32 people submitted video auditions and, of these, 13 were brought, from around the world, to Kürten for live auditions and the final four were chosen: Emmanuelle Grach and Jamil Attar, both dancers from France; Diego Vásquez, a clarinettist from the USA; and Winnie Huang, a violinist from Australia. All four are young people who bring to INORI different cultural, life, and artistic backgrounds. They will now come to Kürten for two days every month to work with Kathinka and Alain on the piece and, while I was visiting Kürten in November and December this year as part of my own study of Stockhausen's music, I had the huge privilege of being able to watch their work.
The process of witnessing these rehearsals itself captures much of what INORI is all about – seeing the bringing together, the unifying, of difference through the work's transformative embrace of spiritual diversity. These young people, who bubble with life and energy, who have become my friends and who share with me laughs and meals and drinks and silliness, make their way, from their different directions, their different worlds, onto the huge podium that is placed in the Kürten rehearsal studio – a stunningly beautiful building known as 'the White House' – and, the moment the first notes of the piece ring out through the huge sound system there, they are changed. They become statuesque, majestic, intense. Humility and dignity shape them. And a different sort of life seems to take hold of them: an inner life that connects them, invisibly but unbreakably, to the music, to the spirituality it expresses, to the cosmos that its composer believed breathed and vibrated with that spirituality, and to one another. It is amazing, goosebump-inducing, to watch.
Quietly, but with the gentle authority that comes from knowing a piece such as this so intimately and for so long, Kathinka and Alain make their corrections and comments. This hand is a little too high here, here the eyes should be closed, here the head turned and held for a few seconds longer. Perhaps it would be more beautiful if you held your fingers this way rather than that. And slowly the piece forms into the work of incredible precision and poetry that it is.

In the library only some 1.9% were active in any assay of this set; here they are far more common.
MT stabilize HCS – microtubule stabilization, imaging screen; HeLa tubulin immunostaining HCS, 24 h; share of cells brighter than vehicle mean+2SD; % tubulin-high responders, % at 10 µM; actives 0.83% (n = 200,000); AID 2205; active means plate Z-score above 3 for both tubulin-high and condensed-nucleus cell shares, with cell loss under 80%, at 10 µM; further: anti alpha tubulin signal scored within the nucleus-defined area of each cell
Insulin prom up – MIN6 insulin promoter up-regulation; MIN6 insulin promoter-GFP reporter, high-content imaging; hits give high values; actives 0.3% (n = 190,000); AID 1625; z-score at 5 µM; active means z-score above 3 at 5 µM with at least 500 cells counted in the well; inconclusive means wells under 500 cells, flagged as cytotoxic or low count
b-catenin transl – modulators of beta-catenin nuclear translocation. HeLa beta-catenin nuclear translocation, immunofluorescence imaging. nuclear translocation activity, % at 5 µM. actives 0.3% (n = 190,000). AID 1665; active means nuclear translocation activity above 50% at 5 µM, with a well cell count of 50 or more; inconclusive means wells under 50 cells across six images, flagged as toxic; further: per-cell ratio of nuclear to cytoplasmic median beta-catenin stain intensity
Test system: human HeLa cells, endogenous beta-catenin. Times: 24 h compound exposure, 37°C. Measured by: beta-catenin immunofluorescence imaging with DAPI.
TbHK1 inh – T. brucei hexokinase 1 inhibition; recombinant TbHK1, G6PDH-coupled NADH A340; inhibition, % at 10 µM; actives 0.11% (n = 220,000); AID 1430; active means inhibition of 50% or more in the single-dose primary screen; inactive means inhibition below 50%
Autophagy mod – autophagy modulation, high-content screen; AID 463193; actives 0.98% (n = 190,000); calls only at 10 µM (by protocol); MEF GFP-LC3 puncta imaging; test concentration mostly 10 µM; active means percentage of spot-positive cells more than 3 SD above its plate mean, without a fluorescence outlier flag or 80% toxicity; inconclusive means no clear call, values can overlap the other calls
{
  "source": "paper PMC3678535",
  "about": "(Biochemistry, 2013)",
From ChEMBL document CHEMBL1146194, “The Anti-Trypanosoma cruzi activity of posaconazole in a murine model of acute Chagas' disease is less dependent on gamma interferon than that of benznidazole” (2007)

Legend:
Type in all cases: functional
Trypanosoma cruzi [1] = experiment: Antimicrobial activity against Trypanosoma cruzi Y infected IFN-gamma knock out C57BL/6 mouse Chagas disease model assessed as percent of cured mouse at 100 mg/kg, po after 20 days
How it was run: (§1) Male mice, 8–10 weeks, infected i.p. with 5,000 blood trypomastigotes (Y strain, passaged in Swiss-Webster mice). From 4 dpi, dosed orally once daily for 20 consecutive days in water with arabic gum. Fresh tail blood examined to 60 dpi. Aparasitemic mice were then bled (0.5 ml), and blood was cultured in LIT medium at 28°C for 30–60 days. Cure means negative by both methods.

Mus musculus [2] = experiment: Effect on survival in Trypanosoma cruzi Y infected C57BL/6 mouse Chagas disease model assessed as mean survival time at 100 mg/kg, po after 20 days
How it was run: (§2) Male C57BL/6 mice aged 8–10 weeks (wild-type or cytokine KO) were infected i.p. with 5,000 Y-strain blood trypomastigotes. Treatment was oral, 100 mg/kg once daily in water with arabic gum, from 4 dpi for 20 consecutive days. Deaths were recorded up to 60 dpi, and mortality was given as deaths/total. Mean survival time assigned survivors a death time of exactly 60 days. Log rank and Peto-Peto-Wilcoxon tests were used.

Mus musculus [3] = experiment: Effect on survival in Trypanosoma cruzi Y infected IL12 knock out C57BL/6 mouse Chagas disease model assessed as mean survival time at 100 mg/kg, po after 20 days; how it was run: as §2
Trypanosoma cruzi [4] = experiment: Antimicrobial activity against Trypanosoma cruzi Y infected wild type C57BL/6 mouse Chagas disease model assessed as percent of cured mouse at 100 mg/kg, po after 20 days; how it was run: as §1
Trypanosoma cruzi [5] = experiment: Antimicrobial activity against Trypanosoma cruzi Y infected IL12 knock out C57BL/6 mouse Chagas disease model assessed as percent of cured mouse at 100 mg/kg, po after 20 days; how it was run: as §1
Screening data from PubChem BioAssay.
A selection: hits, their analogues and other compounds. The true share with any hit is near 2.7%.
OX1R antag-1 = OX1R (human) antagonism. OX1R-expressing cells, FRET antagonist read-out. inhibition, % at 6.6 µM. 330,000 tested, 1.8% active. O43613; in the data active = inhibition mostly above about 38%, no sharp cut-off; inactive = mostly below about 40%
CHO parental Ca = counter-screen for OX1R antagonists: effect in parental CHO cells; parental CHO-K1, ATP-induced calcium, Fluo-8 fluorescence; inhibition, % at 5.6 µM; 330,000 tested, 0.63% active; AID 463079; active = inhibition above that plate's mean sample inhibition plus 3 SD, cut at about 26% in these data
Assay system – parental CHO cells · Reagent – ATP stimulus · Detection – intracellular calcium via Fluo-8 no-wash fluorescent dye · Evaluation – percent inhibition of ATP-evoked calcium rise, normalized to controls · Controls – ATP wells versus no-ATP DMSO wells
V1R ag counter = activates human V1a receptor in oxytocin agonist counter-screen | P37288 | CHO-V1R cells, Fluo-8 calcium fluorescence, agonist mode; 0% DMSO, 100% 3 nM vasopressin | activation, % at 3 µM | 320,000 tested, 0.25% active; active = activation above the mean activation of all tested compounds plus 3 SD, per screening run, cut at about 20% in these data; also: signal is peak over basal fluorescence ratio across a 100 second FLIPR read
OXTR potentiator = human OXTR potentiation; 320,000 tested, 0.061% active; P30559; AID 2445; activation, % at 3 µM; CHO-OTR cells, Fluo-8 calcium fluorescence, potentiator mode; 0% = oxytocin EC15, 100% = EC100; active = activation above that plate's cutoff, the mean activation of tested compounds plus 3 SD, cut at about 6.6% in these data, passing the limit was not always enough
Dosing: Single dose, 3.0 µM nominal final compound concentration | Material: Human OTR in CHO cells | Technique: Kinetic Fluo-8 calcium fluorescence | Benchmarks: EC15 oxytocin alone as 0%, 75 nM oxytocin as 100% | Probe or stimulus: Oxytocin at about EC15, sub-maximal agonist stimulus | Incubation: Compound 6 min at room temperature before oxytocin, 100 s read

The music of INORI is grand and intense. It builds its elements slowly, as first its rhythm emerges, then its dynamics, then its melody, its harmony, its polyphony. It tells of the emergence of spirit through the genesis of music – of spirit universal, human, divine, cosmic, eternal. Music becomes the metaphor for the spirit.
Even though these four incredible young artists have become good friends of mine, I have never asked any of them about their own spiritual beliefs. In some ways, to do so, would be to destroy the magic of INORI – its power to unite what is different and to transform it into a boundless unity of adoration, where there are no longer boundaries or dogmas or definitions of how the Divine should be understood or adored.
Stockhausen's spirituality, like his music and his cosmology, was big and adventurous. It always sought to find new ways to realise the task that he felt had been put upon him from beyond – to be a means by which the realms of humanity and divinity could understand one another. Nowhere is this done more boldly or more beautifully than in INORI.
To see this marvellous work begin its first steps of being passed on from its original custodians – Kathinka and Alain – to those of its future, has been a magical, wonderful, experience.
Photos by Gisela Schwarz and Ian Parsons; INORI rehearsals in Kürten, December 2017